The record before us reveals that on March 31, 1997, Larry Rogers, as President of PIE, signed a contract agreeing to employ Marietta as the Executive Vice President, Chief Financial Officer and Treasurer of PIE, for a period of ten years with a five-year renewal period, and further, agreeing to pay him a total annual sum of $300,000 per year, a net bonus of $50,000, and $280,000 for termination of his consulting practice.   Herbert S. Bell, M.D., Chairman of the Board of Trustees of PIE, acknowledged the contract, which contained inter alia in Article XI, an arbitration clause providing in part:

“The parties to this Contract stipulate that in the event of a disptue [sic ] as to the conditions of performance * * * shall be resolved by final and binding arbitration pursuant to the rules of the American Arbitration Association.”

The agreement further contained a termination clause which provided in relevant part:

“In the event that the Company is placed in liquidation, receivership, rehabilitation, conservatorship, bankruptcy or any other similar proceeding, or any proceeding which limits, in any manner, the amount or customary distribution of compensation of EMPLOYEE under ARTICLE IV, EMPLOYEE shall be entitled to fifty percent (50%) of all compensation plus the value of all fringe benefits or any other right or moneys EMPLOYEE would be entitled to under this EMPLOYMENT CONTRACT for the remaining term of the EMPLOYMENT CONTRACT.   Such amount shall be paid to EMPLOYEE in a lump sum and within tendays [sic ] (10) of the filing of an action described in this paragraph.”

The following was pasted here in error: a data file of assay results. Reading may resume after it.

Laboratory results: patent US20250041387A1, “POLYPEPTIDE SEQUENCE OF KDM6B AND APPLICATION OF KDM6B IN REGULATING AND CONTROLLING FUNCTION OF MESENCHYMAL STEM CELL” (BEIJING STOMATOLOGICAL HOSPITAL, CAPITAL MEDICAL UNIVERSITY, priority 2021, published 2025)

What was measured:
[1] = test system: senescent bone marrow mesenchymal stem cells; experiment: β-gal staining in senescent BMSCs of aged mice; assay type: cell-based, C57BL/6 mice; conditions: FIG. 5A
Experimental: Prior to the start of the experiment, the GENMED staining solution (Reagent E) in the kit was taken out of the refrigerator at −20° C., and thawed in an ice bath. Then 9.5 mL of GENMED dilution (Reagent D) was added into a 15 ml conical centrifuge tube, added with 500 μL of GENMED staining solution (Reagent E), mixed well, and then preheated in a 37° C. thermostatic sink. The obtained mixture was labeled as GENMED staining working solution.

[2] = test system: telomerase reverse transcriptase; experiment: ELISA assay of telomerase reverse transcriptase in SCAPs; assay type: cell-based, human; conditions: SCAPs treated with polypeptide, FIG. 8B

In June 1997, the Ohio Department of Insurance began an examination of PIE's financial affairs.   Scarcely a month after that investigation began, on July 29, 1997, Rogers, on behalf of PIE, entered into a new agreement with Marietta  which terminated Marietta's March 31 employment contract, recited that PIE had paid Marietta $3,568,863 in consideration of such termination, and further provided that Marietta agreed to remain in PIE's employ.   Significantly, the new agreement incorporated by reference the arbitration provision of Article XI as contained in the March 31 agreement.   Subsequent to the July 29 agreement, PIE consented to the Ohio Department of Insurance directly supervising its affairs.